Volare With big chunks of dark chocolate and chewy cherries which give a subtle tang, I thought I had found the best cookie ever! That was until I tried the Oat and Cranberry. With a hint of spice and packed with tart cranberries these biscuits are exactly what Ryan Simmons from Volare set out to make. “We wanted to make biscuits that were as good as or better than you would make,” says Ryan.

A

vailable both baked and as unbaked frozen balls, Ryan says the cookies complement the range of frozen pastries they have also just launched.

In just over five years Volare have grown to be Waikato’s premiere artisan bakers and they now supply as far away as Auckland and the Bay of Plenty. Last year the team launched their range of pastries and have been working hard on being able to offer these frozen so you can have freshly baked croissants or pain au chocolates at any time. There are currently three cookies in the range. “Of course we had to have chocolate,” says Ryan, “but I wanted it to be a chocolate not vanilla biscuit.” Add to the soft chocolate biscuit base big chunks of 72 per cent dark chocolate and you have Volare’s double chocolate cookie. Add beautiful big cherries for a slightly black forest inspired flavour. But when two chocolate versions were taken home, partner Nicki said she wasn’t a chocolate fan so it was back to the kitchen to create one more flavour – oat and cranberry. Look out for the range of frozen pastries and cookies at good local food stores or pick up the baked versions at the Hamilton Farmers’ Market.

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THE JUICE on Suddenly juicing seems to be all the rage. Films like Joe Cross’s ‘Fat, Sick and Nearly Dead’, along with endorsements from celebrities who have lost weight from juice cleanses have all added to the fact that juicing is very cool right now. We wanted to know if it was just a fad or something we should incorporate into our diet.

D

ieticians around the world recommend we eat five or more servings of fruit and vegetables a day, yet research conducted in 2010 suggests only 41 per cent of Kiwis actually eat this amount of fruit and vegetables*. There is little debate that a diet high in fruit and vegetables increases your health and energy and can lower your risk of heart disease and stroke. This is where juicing can truly help. When was the last time you sat down to a mid morning snack of a carrot, apple, eight kale leaves and half a lemon? Yet as a juice this makes the perfect nutritional snack.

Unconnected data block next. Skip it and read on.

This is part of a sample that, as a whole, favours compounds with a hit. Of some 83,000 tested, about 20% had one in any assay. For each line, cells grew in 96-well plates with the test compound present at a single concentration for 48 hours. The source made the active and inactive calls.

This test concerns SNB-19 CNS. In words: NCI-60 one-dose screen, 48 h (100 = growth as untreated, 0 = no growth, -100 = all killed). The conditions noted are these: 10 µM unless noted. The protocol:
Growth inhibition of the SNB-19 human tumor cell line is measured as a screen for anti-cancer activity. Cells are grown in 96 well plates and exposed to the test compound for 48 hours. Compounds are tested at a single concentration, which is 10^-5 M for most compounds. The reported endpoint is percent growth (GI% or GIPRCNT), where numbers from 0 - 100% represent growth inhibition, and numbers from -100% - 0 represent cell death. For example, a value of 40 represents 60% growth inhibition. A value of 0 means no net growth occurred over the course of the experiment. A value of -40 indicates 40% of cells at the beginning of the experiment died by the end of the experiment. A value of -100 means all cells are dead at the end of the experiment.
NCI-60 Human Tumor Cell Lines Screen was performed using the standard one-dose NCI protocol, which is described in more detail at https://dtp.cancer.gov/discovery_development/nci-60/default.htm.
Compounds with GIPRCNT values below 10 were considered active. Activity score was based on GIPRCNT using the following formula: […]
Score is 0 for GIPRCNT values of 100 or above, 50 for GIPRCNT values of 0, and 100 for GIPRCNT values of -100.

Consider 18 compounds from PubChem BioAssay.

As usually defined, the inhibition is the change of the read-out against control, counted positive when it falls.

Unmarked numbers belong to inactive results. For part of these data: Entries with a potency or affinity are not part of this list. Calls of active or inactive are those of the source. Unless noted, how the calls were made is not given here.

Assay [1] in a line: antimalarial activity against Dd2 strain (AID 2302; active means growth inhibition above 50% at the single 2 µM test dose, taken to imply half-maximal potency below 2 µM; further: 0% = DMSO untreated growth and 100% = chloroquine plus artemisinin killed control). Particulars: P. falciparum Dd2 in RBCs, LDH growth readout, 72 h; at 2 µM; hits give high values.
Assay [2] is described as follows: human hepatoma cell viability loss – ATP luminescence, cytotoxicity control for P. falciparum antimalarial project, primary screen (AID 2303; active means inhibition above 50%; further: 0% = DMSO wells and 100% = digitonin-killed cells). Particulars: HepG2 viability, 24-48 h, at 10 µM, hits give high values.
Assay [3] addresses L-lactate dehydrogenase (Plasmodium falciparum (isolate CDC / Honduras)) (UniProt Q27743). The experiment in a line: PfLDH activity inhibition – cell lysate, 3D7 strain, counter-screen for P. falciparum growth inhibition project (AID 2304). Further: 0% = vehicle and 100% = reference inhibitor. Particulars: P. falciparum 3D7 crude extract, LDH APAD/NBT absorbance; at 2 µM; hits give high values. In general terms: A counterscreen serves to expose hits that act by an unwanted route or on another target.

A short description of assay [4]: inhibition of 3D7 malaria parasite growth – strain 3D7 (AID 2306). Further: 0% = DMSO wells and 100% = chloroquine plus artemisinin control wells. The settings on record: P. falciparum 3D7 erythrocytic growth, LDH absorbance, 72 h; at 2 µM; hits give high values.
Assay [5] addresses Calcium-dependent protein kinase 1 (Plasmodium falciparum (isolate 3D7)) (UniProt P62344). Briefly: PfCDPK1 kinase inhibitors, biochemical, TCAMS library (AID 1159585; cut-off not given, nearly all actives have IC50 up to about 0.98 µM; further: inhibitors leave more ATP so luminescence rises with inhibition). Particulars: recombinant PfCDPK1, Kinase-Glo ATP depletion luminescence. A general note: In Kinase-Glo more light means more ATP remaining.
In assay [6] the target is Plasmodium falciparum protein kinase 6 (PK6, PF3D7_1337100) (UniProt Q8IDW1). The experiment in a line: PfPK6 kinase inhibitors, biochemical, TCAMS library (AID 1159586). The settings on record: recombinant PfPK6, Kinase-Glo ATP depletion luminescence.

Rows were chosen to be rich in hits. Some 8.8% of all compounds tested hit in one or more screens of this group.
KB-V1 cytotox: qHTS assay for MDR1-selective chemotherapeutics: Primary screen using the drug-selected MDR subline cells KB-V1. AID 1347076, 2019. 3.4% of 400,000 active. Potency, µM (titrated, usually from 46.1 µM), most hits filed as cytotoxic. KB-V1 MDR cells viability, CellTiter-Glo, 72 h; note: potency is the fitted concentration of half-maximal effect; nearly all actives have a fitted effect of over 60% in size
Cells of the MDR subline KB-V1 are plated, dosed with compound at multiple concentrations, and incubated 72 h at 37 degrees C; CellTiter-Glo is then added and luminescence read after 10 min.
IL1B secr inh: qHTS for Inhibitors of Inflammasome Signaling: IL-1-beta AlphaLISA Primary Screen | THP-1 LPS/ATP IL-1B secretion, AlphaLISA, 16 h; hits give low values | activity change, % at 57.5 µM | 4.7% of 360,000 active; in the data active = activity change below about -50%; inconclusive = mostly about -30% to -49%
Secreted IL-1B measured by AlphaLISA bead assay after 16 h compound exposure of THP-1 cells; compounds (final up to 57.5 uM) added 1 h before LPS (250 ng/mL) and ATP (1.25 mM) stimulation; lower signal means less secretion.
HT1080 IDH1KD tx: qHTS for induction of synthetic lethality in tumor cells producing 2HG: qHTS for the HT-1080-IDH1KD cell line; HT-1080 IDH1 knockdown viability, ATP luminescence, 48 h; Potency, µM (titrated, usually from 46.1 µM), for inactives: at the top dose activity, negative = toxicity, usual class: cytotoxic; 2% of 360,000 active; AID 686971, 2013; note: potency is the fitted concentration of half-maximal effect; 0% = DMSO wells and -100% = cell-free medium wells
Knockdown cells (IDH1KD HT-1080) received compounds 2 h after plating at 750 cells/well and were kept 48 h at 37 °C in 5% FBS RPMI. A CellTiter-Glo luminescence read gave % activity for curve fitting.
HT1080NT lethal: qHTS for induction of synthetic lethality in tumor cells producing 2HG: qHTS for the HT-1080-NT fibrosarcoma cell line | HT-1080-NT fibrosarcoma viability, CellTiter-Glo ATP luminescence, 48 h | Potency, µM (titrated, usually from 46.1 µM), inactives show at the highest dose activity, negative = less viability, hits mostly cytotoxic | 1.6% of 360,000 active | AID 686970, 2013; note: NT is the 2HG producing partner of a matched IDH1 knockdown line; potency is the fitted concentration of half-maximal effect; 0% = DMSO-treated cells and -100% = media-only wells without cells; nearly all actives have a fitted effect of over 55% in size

Juicing definitely makes it easy to increase your daily intake of fruit and vegetables. Naturopath and Whole Foods coach Karen Niven says, “Juicing allows you to consume a great variety and volume of vegetables that would otherwise be difficult, but is easily accomplished with a glass a day of vegetable juice.” This is another key point about juicing.

To get the real benefits from juicing you need to include a variety of fruits and vegetables. It is also recommended that you use more vegetables than fruit. While fruits are high in vitamins and nutrients they are also high in fructose, in essence sugar. Most of us already get far too much sugar in our diets, so adding more in a concentrated fruit juice form can exasperate symptoms such as camidia, high blood pressure and diabetes.

Bronwyn Lowe from the Herbal Dispensary in Raglan also raises a great point. “It is important to remember that you are drinking a drink that is concentrated; therefore, if you are juicing non organic fruit and vegetables you may be increasing your exposure to sprays and chemicals that are used in the growing and processing of the produce.” Some juice fanatics will tell you juicing your fruit and vegetables allows you to absorb all the vitamins and nutrients from the plants better while giving your digestive system a break because the page 10 www.nourishmagazine.co.nz

fibre has been removed. There is little scientific evidence to support lack of fibre contributes to better absorption of nutrients, after all our bodies have been designed to break down food containing fibre.

It is also important to note that fibre is an important part of a balanced diet and essential to our digestive system. The lack of fibre in the juice simply means you can consume more, meaning you can increase your nutrient intake in snack form. Bronwyn says, “I think juicing is a good addition to the diet; however, it should not be seen as a meal replacement.” And Karen agrees: “It is important to note that vegetable juice has very little protein and virtually no fat, so by itself, it is not really a complete food. It really should be used in addition to your regular meals not in place of it.” *Colmar Brunton research conducted for 5+ A Day in May 2010